"I can tell this is going to be a bloody nightmare," Scaramucci says as he strides in. He is dressed casually in green slacks and a dark sweater. Not at all, I protest. We will have a conversation and I will write it up. "Which part of England are you from?" Scaramucci asks me. Originally from near Brighton, I reply. "Are you gay?" he asks. Somewhat thrown by the question, I start to mumble that I am not but that some of my best friends are, and... "I don’t give a shit," he interrupts. "I’m just curious. There are a lot of gays in Brighton, right?" I have little chance to weigh up Brighton’s sexual demographics before he interrupts again: "That’s something I get no credit for, by the way," he says. "I have been for equal opportunity in gay marriage for the last 12 or 13 years."
We haven’t even ordered, but I am already losing control over the conversation. I jog it back on to Scaramucci’s life. Since his very public firing last July — one of the more pyrotechnical exits in a White House that has cornered the market in fireworks — Scaramucci has been anything but absent from public view. Most days he is out there on cable TV defending whatever Trump has said or done. He seems to have no interest in returning to his previous role as a financial investor and owner of SkyBridge Capital, which hosted a popular annual gathering of big hedge-fund names.
He put SkyBridge on the market when he was first under consideration for a Trump role. The sale, to a Chinese company, HNA, has been held up by a US federal national security assessment. Having caught the Trump bug, Scaramucci now cannot shake it. It is as though he is finally doing the job he was fired from last summer — minus the salty vocabulary. But his animus towards Washington has only deepened. Scaramucci, who is a youthful and evidently fit 54, picks up a steak knife. "See this? These are front-stabbing knives. You only use these in New York. In Washington you use a shiv, or mechanisms in the press, back-stabbing, subterfuge, opposition research... Not in New York. We come at you right from the front."
Keeping a wary eye on the knife, I suggest it is time to order. Scaramucci gets into a banter with one of the other partners — the one who runs the restaurant full-time. "This is my joint," Scaramucci says, after introducing me. "But he’s paying. Can you believe that? Never happened before." He orders unsweetened iced tea. Before I can choose for myself, Scaramucci adds: "Give him a warm glass of white wine. He’s British." I end up with a chilled Pinot Grigio.
Scaramucci orders chopped salad to start. I choose beetroot salad. Scaramucci has a light-hearted, politically incorrect exchange about the fact that his partner is Jewish and he is Italian, which he requests be off the record. "Are you a British Jew?" he asks me. No, I reply. "Presbyterian?" No, I reply. "Well, I guess you can’t have everything," he says. Sensing I am losing control of the thread again, I launch into a question about the future of Trump. "Are you married?" Scaramucci interrupts. Yes, I reply. "So am I," he says. "I’ve got three kids from my first marriage and two from my second. My youngest is seven months."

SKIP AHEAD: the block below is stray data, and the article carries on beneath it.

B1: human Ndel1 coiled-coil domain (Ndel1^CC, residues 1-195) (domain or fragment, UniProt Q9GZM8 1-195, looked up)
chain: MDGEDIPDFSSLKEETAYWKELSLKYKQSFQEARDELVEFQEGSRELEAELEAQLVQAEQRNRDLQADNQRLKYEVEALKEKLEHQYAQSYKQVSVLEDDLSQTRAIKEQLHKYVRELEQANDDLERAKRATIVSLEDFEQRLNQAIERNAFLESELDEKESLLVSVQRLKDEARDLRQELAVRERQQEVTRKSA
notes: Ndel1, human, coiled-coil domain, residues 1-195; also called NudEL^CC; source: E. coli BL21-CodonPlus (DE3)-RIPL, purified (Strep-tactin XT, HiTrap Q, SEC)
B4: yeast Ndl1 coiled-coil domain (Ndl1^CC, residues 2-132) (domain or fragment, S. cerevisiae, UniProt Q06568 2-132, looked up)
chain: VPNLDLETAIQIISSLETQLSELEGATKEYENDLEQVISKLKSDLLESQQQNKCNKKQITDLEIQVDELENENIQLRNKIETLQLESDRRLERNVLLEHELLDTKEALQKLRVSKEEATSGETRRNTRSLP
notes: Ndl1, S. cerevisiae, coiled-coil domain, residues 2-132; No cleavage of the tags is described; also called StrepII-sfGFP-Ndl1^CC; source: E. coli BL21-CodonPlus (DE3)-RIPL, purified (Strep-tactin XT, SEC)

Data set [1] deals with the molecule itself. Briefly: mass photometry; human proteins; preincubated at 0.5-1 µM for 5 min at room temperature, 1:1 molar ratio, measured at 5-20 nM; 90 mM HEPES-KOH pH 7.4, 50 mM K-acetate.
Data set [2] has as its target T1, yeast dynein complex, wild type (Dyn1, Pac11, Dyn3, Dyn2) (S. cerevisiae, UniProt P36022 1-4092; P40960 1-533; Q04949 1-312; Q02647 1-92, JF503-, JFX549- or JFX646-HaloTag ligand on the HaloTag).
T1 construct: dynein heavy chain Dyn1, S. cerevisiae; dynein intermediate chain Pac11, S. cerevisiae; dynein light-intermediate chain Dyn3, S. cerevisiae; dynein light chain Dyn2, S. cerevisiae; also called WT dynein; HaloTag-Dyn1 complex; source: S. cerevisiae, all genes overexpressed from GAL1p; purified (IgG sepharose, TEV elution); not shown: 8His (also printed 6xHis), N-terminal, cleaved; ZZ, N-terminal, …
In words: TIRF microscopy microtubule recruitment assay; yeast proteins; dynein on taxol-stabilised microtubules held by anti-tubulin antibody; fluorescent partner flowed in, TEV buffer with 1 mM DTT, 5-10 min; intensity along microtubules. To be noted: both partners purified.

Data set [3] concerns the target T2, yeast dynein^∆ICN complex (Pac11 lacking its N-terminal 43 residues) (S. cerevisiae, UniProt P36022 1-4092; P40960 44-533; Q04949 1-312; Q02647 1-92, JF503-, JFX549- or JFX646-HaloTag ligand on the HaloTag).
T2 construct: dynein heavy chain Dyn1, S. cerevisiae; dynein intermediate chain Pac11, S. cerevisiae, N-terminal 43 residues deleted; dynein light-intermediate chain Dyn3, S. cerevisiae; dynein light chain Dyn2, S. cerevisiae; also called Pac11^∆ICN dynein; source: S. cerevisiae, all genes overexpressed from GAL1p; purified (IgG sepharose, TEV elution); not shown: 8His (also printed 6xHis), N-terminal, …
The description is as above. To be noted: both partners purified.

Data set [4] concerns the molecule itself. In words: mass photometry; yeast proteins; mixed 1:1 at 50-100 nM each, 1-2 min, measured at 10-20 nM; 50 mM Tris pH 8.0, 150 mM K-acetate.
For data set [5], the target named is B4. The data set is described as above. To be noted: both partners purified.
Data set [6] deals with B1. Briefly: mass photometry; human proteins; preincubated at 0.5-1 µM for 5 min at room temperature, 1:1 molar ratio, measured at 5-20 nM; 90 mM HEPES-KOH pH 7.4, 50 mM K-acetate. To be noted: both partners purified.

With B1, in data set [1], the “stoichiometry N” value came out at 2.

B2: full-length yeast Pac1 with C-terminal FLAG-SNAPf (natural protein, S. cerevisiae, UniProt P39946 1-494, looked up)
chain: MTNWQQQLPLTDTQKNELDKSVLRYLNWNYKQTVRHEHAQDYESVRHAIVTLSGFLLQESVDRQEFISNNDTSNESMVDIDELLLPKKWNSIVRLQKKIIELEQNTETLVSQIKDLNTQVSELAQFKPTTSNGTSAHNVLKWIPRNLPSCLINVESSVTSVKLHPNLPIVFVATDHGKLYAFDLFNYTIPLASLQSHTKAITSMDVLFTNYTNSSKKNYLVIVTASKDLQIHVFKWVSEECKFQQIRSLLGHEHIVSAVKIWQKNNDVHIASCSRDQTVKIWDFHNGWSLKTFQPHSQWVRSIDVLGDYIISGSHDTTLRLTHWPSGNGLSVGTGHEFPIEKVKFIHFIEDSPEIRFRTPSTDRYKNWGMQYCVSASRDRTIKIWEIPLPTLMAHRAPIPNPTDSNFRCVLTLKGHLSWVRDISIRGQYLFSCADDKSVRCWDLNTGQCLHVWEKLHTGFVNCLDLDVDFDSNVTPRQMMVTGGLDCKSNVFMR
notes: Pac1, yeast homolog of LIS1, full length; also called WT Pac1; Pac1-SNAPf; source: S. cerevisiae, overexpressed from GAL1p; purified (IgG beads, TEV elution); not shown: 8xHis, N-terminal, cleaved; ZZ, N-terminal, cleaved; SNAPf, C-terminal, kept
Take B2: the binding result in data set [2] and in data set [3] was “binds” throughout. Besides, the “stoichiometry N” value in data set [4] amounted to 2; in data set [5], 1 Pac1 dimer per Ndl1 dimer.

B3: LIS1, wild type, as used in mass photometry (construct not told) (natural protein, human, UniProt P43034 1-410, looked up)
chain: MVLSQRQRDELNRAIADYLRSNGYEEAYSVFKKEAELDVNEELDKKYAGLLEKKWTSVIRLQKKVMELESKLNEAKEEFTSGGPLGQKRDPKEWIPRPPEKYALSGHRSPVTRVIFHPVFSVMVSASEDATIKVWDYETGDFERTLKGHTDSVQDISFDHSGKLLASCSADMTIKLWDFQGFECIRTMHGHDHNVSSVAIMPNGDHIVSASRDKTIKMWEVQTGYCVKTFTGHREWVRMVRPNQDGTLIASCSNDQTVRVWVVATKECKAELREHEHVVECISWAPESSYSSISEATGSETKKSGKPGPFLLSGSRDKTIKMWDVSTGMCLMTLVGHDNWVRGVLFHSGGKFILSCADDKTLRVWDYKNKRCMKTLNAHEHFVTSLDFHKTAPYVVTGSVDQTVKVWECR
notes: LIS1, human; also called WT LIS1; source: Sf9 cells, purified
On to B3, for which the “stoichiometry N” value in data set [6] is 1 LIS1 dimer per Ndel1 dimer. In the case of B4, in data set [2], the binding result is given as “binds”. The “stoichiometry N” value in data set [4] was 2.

I am pleased to hear his second marriage is back on track, I say. During last summer’s flame-out, it emerged that Scaramucci’s heavily pregnant wife, Deidre Ball, a Democrat, had disapproved of his move to Trump’s White House and filed for divorce. Since then, they have patched things up. They even appeared on Dr Phil, a daytime TV show that dispenses amateur psychology. It must have been quite a roller coaster, I suggest. No, he replies.
"It was a study in predictable unpredictability. Once the train left the station, you could predict all the unpredictability that followed: the dunking, the excoriation in the press, Washington’s spin and rinse cycle. What’s supposed to happen is that when you get hit that hard you’re meant to sit in the shame box that the media and the Washington establishment build for you, and put a dunce cap on and get away from us... You see what I’m saying?" Yes, I reply. "Well that’s not me."
What is it that draws him to Trump, I ask? Their backgrounds could hardly differ more. Unlike Trump, a Wasp who was born into considerable wealth in Queens, New York, Scaramucci comes from a working-class Italian neighbourhood in Long Island. His father was a construction worker. The household of five shared a single upstairs bathroom. "I respect my father’s work ethic too much to say we were poor. We grew up middle-class."